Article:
Fishing in Fowey: A Locals Guide
Fishing Marks Fowey
Fowey is buzzing with aquatic life all year round, with an abundance of species that suit anglers with a variety of approaches. Whether you’re sea fishing, rock fishing or fishing from the beach, fishing in the river or on a boat trip further out, you’re in a for a treat. If you’re interested in guided fishing trips drop me a line at email@example.com.
You can fish from the railings in Bodinnick car park (which is close to the ferry) all the way to rocks where the estuary meets the sea. If you’re driving to Fowey, park in Bodinnick car park and then walk through the village to get to the various marks.
As you walk from Bodinnick car park through the town, the first fishing spot you’ll reach is a slipway with a good sized area of railings, which is pretty much exclusively used by fishermen, so is a great spot for those using beach casters and larger gear. If you’re after cod in winter, this is your spot. You’ll pick up a lot of dab, pollack and dog fish too, among more exciting species.
Past the slip way through the village, you reach a pontoon which you can also fish from, although again this is only possible with lighter tackle, otherwise you’ll annoy the boaters. Naturally being in a boating area it’s your job to get out of their way, rather than vice versa and with this attitude and light weight, mobile tackle, I have never been scolded for fishing anywhere in Fowey, not even during the Fowey festival.
Fancy giving a gift to a new angler? Check out this fishing book, it’s amazing.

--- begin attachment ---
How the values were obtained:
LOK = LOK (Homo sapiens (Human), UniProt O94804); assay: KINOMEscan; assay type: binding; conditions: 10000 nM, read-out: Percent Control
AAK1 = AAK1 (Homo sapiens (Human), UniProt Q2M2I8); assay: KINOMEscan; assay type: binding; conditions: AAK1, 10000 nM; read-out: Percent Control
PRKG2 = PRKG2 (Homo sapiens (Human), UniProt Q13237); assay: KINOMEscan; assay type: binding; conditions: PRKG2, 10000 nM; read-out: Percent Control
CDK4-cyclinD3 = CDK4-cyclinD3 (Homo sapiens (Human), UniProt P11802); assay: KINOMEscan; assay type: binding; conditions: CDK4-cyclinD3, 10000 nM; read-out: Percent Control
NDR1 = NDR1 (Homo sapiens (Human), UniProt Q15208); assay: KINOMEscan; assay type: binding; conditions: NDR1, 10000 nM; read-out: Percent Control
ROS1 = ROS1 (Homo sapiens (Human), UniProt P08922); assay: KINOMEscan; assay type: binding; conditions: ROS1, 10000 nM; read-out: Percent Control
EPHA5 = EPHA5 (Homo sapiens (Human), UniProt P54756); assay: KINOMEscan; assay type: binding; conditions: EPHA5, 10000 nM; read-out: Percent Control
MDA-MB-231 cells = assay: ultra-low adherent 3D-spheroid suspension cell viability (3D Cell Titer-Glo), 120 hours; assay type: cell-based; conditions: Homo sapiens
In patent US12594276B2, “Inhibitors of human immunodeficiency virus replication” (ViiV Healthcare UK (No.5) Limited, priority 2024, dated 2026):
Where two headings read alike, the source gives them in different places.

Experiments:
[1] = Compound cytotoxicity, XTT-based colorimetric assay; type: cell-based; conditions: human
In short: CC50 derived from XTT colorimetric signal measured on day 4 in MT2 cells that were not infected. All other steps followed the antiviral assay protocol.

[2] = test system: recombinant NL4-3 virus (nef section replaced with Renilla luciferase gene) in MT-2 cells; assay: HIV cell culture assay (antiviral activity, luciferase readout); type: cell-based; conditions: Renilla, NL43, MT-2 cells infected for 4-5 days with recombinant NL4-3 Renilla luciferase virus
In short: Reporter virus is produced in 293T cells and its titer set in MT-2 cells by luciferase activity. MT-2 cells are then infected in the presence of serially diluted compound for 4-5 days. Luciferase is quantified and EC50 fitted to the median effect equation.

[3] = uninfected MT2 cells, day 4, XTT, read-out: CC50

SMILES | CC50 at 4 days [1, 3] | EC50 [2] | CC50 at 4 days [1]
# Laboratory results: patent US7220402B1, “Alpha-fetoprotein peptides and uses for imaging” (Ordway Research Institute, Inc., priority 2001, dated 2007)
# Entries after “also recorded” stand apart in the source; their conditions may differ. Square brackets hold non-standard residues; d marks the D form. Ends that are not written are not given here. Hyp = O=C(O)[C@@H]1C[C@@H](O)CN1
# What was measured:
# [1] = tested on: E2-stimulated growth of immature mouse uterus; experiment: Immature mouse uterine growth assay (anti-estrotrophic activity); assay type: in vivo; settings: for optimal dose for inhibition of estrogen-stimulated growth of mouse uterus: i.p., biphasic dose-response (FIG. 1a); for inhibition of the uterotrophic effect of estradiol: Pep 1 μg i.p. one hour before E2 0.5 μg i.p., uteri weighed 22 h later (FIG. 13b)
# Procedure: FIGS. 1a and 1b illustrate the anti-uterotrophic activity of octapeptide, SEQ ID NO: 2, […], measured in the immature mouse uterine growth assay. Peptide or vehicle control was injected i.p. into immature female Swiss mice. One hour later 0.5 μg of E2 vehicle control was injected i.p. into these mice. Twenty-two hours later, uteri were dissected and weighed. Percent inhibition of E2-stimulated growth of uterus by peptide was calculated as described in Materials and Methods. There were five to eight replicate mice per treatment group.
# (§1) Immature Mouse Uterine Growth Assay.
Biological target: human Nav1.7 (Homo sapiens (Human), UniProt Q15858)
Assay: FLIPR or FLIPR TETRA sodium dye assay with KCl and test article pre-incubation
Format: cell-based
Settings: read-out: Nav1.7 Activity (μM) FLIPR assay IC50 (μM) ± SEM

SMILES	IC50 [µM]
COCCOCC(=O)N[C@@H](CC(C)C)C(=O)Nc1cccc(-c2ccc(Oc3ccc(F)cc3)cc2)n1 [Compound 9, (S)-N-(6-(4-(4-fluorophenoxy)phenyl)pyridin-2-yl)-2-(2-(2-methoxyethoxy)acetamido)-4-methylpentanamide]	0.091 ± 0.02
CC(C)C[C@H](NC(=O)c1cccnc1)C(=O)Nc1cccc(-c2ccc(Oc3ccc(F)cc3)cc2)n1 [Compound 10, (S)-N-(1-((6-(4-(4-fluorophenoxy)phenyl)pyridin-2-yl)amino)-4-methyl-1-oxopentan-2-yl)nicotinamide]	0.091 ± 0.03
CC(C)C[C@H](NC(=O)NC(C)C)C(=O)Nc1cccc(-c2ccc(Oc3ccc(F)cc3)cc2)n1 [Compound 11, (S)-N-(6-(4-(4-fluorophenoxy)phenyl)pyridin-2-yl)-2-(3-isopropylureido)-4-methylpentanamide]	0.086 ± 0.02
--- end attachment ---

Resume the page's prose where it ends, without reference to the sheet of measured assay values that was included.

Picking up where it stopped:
Tips & Tackle Recommendations
- If you’re looking to buy a fishing kit to get started, visit a local tackle shop, do not buy one from the internet, there is too much crap online. However, Amazon does offer some excellent lures that I can recommend (note: I use the amazon affiliate scheme and profit from sales. I only recommend tackle I use and love).
- If you just want to catch a few fish on a day out as a beginner, you should either target mackerel with mackerel feathers like these from Amazon OR use a simple bottom rig like this, also on Amazon one with bait from a local tackle shop and a simple lead weight like these economical ‘sea bombs’ on Amazon in 10 packs.
- This surface lure on Amazon, the Patchinko is widely considered the best surface bass lure by experienced Cornish anglers and works wonders on boats outside the estuary or from the rocks.
- The Fish Black Minnow available here on Amazon is possibly in the whole of the UK by serious bass anglers and catches almost every kind of predator.